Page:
A. If that was your case, try running the above command without the “-kO” option, or try using “wget” instead: wget --no-check-certificate https://sundowner.colorado.edu/weather/atoc8/wxobs20170821.txt.

If you are on Windows and have curl, try: curl https://sundowner.colorado.edu/weather/atoc8/wxobs20170821.txt -OutFile wxobs20170821.txt.

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Tutorial Seminar Series

Because we are unable to host an in-person tutorial for this fall season, the Xdev team has decided to switch to a virtual seminar series. We will be hosting one hour tutorial sessions scheduled for the 2nd and 4th Wednesdays of each month at 1 PM Mountain starting in October. The first tutorial session, covering how to create your first Python script, will be on October 14th. Some tutorials will be 1-off seminars on specific topics, while others will span multiple seminar sessions.

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Writing multiple netCDF files in parallel with xarray and dask

A typical computation workflow with xarray consists of:

  1. reading one or more netCDF files into an xarray dataset backed by dask using xr.open_mfdataset() or xr.open_dataset(chunks=...),
  2. applying some transformation to the input dataset, and
  3. saving the resulting output to disk in a netCDF file using xr.to_netcdf().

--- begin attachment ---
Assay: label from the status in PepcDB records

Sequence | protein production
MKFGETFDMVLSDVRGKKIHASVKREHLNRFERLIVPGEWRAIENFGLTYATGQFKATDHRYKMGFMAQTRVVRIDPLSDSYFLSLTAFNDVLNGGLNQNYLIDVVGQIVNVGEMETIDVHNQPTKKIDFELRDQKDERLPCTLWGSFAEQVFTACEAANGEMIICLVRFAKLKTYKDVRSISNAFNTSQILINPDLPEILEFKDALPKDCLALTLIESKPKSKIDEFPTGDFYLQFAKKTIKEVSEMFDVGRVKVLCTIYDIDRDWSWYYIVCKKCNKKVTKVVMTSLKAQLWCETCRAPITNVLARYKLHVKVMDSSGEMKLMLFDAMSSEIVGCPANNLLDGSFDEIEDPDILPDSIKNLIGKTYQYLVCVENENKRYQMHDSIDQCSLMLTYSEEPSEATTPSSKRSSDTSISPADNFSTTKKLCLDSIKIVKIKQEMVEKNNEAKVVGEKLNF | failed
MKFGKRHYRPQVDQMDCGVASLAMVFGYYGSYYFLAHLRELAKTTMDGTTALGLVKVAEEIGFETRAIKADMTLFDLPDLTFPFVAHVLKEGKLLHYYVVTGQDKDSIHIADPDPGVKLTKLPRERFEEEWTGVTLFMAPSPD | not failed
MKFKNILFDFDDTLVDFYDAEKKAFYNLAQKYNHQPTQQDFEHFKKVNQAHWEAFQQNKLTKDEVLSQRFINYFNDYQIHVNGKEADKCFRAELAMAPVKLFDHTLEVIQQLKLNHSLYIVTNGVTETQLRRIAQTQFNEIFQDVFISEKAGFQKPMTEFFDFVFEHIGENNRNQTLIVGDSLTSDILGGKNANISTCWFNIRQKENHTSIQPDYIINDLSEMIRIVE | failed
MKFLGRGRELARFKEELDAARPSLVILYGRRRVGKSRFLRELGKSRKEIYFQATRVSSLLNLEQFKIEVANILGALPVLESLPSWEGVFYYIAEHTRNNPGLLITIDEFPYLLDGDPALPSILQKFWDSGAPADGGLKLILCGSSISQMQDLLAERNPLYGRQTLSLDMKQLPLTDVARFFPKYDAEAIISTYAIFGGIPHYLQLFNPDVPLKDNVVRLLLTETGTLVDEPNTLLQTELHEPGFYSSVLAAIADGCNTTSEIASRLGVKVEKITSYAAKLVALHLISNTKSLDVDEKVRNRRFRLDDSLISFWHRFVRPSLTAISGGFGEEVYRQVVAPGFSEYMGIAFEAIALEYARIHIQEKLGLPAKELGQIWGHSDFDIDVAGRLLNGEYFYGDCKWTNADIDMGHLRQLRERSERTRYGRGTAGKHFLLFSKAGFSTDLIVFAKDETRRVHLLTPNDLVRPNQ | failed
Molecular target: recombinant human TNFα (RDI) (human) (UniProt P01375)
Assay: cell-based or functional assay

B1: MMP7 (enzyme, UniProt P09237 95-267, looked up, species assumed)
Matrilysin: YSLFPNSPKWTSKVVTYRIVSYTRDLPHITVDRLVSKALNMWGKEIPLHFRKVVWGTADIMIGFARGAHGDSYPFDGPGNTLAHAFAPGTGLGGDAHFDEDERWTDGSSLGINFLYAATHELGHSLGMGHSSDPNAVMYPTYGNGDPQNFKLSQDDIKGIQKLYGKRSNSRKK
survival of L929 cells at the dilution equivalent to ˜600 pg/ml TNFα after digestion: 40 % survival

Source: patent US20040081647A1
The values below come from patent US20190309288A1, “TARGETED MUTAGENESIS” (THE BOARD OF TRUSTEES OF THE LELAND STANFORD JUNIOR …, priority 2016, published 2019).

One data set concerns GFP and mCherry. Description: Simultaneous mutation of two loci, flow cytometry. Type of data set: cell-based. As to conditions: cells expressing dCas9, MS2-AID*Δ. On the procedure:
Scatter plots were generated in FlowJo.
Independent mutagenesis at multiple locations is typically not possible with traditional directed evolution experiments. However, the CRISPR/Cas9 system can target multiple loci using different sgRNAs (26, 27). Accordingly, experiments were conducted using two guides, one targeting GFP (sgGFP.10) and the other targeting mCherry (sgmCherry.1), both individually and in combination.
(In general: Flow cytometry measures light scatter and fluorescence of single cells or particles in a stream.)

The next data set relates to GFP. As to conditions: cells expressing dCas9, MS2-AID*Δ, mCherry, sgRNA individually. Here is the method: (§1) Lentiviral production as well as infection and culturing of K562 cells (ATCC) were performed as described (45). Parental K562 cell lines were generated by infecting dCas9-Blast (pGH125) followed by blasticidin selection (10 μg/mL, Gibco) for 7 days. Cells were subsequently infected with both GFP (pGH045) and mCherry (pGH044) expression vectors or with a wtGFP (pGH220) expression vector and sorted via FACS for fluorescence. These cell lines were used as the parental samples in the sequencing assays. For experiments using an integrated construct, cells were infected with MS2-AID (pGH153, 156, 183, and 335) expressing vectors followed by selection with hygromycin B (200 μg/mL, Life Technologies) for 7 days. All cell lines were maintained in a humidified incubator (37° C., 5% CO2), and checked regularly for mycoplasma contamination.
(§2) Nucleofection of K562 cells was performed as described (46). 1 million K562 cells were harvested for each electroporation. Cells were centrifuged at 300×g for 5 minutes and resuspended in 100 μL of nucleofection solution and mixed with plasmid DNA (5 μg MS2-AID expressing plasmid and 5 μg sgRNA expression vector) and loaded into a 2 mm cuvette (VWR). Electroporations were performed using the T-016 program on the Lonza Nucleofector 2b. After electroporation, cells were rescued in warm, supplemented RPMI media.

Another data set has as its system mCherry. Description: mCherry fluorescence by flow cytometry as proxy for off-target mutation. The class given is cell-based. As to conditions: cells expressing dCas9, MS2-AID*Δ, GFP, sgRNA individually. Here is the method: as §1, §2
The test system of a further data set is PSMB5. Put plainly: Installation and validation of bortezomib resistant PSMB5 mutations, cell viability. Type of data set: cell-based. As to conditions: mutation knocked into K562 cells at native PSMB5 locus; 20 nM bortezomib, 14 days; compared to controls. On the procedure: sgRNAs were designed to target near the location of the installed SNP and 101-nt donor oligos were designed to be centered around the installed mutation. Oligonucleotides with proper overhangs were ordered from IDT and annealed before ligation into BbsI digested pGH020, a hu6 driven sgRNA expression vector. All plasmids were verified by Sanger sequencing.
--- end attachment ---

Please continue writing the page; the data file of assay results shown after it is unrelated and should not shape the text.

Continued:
The last step (3) can easily lead to a large netCDF file (>=10GB in size). As a result, this step can take a very long time to complete (since it is run in serial), and sometimes may hang. So, to avoid these issues one can use one of the lesser-used but helpful xarray capabilities: the xr.save_mfdataset() function.

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Templating isn't just for Web Developers!

Recently, I found myself rambling on in an unprepared attempt to explain templating to a colleague of mine who had no prior experience with frontend design. It didn't take me long to realize that my explanation was convoluted and confusing, not that I stopped talking, mind you. Attribute that to being unprepared, or sleep deprived (i.e., child still not sleeping through the night!), or just a bad teacher.